Smart Home Tool: The IFTTT that Keeps on IFTTTing

The future of home automation, the so-called “smart home”, is so bright, you’re going to have to wear shades—you’re BS shades, that is. If you believe the seriously over-heated hype, the new smart home hubs and home automation systems will save you money, keep you safe, make your life more convenient, improve your love life, grow hair where you want it (and keep it from growing where you don’t), and promote peace and harmony (the noun, not the remote control company) around the world. The enthusiasm is genuinely infectious, and I have to remind myself every now and then that the promised techno-utopia and the eventual techno-reality are often quite disparate. But dreams of a better smart home future give us something to strive for, and that Jetsons-like journey begins with small steps. Buying one of the new smart home hubs and installing a couple of sensors and devices, however, may be a bigger step than you’re ready for. What happens if you’re interested in home automation, but all you’re comfortable with now is sticking your big toe over the starting line?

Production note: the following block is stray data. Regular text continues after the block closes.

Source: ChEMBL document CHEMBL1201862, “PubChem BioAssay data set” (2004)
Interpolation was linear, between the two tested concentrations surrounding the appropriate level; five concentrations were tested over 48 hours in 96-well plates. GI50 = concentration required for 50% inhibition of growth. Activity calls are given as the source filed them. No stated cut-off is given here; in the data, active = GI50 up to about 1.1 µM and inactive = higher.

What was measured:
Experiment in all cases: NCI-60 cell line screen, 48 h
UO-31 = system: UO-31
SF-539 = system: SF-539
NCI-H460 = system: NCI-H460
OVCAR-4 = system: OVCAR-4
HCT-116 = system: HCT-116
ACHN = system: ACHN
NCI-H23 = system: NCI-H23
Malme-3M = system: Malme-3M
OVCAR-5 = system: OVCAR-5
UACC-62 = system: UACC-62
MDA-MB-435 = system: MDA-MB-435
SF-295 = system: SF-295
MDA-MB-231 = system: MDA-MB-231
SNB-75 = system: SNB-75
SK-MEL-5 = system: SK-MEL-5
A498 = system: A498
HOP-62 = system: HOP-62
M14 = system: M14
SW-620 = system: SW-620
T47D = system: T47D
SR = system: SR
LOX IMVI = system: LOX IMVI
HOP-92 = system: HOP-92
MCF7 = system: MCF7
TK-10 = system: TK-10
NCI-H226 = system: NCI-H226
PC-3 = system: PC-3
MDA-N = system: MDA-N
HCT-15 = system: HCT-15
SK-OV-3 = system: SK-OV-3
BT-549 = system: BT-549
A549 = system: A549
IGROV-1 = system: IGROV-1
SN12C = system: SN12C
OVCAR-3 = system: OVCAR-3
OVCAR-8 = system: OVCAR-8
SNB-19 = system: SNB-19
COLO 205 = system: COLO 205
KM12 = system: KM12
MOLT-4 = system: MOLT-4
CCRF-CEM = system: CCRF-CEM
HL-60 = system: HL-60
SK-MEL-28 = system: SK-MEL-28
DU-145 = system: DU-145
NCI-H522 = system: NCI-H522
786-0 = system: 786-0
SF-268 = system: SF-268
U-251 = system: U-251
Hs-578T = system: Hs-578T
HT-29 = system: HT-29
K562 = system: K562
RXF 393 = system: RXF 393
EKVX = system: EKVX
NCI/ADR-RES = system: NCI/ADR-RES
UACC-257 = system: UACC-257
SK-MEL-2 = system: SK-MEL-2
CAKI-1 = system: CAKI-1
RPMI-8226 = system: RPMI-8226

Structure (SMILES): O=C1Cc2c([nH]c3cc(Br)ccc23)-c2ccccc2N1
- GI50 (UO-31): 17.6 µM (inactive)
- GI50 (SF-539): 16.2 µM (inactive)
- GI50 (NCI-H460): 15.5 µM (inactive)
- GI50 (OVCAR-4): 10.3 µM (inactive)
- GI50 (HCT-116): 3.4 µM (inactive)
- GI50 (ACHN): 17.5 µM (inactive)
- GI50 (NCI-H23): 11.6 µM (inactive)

Well, obviously since I’m writing this blog post about it, there are ways to get a feel for home automation without spending a lot of money; although you have to realize up front that you do get what you pay for, and the automation capabilities won’t be as extensive as having an honest-to-goodness smart home hub in your house. One of those automation-on-the-cheap solutions is a service called IFTTT. IFTTT, which is pronounced like “gift” without the “g”, is an online service that “lets you create powerful connections” between services and sensors and devices using one simple programming statement: “if this then that”. (Now you know where the weird name came from.) While programming a home automation system can certainly get more complicated than that, the “if this then that” structure of programming is the basis for the majority of the things a smart home system will do for you, which is why using the IFTTT service is such a great way to start.

IFTTT calls the “if this then that” statements that you create “Recipes”, the basic building blocks of which are called “Channels”. Channels are crucial to the service because each channel has what are called “Triggers” and “Actions”. In other words, the available Channels allow you to determine what will cause something to happen (a Trigger) along with what that something you want to happen is (an Action). A common recipe I use, for example, takes information from IFTTT’s Weather channel (in this case, tomorrow’s weather forecast) to trigger IFTTT’s SMS channel and send a brief version of the forecast as a text message to my phone every evening. (The individual pieces of data that each Channel within the IFTTT service provides are called, not surprisingly, “Ingredients”.)